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The New York Times, September 26, 1926


The magic of the name Mark Twain has made a gold mine of one of the limestone caves that honeycomb the Mississippi bluffs. Because of that name the traveler without a car in Hannibal, Mo., dickers with the town taxi for the trip to the caves, two miles down the river bank and thence through the woods over a bumpy road. Parking space at the journey's end is full of tourists' cars and registry is filled with signatures from every State.

Before Mark Twain's day tourists came to the cave; but since the cave has borne his name its visitors have greatly multiplied. Last year 7,000 persons registered there, a record that, according to present indications, will be broken this year.

Hannibal is becoming more and more "Mark Twain's home town." Strolling from the station, the visitor follows the broad Main Street, pungent now and then with the mingled odors of kerosene, soap and leather from some country store. Hannibal is a sizable town with citified shops, but it has many of the old landmarks of Mark Twain's time.

Not many moments pass ere the stranger is convinced that the humorist has found honor in his own country. The hotel is named "Mark Twain." In front of the sidewalk men sit in rocking chairs of a Sunday afternoon, with hats and feet at odd angles, watching the world go by. Signs advertising mark Twain this and that are everywhere seen; and presently on glimpses Mark Twain's river.

A worn wooden signboard at the corner of a dilapidated alley points to "Mark Twain's Spring." It is within a court of negro shanties, from one of which some one will surely call out, offering a glass. Then on one goes, up a steep street and past a box-like little house, set close to the sidewalk and bearing a United States flag. A marker announces that in this humble cottage mark Twain dwelt as a boy. Around the corner at the end of Main Street is the bronze group of Tom Sawyer and Huck Finn, and up the hill in a park overlooking the river is the statue of their creator.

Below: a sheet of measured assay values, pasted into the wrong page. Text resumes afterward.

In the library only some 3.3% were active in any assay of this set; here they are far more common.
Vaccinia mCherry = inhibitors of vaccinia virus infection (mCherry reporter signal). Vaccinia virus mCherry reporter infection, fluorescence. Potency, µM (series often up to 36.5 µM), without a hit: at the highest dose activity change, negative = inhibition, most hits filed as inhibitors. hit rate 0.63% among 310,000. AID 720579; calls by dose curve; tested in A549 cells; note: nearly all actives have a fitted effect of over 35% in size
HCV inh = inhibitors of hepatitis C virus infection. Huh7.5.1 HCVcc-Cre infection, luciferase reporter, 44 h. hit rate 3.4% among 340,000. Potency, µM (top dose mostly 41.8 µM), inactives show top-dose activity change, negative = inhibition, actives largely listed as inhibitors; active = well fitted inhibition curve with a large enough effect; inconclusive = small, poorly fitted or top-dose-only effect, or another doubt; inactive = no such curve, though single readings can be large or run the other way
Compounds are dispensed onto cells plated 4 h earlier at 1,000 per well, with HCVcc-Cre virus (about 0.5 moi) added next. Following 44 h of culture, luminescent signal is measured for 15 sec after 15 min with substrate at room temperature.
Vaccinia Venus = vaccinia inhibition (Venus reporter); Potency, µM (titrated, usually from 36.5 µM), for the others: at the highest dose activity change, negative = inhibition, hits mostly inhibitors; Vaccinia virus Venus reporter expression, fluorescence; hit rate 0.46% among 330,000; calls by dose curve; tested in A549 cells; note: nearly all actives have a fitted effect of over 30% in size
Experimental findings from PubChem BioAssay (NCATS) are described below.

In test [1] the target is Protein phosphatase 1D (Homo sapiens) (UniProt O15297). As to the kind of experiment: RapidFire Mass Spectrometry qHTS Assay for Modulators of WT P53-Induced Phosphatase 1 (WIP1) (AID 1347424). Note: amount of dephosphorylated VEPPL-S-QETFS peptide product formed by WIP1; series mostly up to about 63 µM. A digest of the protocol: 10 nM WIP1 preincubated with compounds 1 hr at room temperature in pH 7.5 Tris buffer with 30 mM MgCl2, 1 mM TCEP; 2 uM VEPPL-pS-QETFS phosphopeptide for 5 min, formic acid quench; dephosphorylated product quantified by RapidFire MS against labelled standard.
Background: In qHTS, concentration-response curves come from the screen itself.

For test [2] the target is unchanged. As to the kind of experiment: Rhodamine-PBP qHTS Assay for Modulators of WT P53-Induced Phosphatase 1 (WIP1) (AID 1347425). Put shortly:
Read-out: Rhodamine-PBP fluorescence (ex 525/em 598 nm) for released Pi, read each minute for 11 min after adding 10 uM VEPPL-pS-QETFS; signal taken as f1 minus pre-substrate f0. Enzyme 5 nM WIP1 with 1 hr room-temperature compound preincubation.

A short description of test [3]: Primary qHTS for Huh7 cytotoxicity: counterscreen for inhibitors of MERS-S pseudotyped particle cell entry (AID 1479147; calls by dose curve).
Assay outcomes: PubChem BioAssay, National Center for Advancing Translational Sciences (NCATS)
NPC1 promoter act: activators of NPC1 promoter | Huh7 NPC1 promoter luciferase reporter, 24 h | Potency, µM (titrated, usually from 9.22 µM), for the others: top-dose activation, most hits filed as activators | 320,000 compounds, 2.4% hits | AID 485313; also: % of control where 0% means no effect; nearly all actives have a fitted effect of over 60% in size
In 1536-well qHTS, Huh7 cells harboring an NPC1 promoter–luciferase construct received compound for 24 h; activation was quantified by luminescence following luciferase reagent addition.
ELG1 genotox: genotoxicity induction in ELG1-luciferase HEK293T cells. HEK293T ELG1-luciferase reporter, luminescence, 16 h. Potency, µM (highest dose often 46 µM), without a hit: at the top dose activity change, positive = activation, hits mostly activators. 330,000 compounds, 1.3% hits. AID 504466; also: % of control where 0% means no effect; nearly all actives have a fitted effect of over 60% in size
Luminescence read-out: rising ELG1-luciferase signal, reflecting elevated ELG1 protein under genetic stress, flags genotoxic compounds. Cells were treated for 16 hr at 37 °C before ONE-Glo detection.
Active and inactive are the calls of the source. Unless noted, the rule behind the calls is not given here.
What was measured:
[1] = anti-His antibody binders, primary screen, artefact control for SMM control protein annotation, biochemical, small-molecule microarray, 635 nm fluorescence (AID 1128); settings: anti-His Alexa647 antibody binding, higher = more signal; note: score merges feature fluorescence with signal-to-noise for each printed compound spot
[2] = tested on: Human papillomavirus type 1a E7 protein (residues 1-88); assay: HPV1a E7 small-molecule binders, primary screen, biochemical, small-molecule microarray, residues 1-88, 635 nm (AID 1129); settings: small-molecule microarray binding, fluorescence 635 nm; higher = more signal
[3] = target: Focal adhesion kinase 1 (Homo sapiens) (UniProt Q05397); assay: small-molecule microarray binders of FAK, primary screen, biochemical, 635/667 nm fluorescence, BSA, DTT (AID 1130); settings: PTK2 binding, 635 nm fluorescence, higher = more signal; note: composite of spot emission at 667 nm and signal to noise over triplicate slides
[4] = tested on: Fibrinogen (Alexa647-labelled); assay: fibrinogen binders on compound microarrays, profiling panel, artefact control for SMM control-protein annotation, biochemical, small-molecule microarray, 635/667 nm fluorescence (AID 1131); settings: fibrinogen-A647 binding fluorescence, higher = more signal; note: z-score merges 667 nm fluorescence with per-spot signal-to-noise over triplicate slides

Further on a poster says: "Don't Miss Mark Twain's Cave." The suggestion is enough. It is not easy to get there, but once arrived, the visitor is rewarded. He may shiver in its depths on a hot Summer day and perhaps see spooks. No civilized cave is this, with steps and ladders and electric lights. Except for a reinforced entrance and a door, the place is much as Tom Sawyer's gang left it.

One picks up a kerosene lantern and follows the leader along a damp path between dark, damp walls. Squeezing through "Fat Man's Misery," one slips hastily under "Hanging Rock" and gapes at "Aladdin's Palace," "The Cathedral" and the "Drawing Room." The guide, who is called "Squirrel," points out the hole where Jesse James and his brother concealed themselves for two weeks and adds that an Indian was hanged on the "heelless boot." is ghost is said to reappear there every day - "Squirrel" names the hour at which the visitor is passing through.

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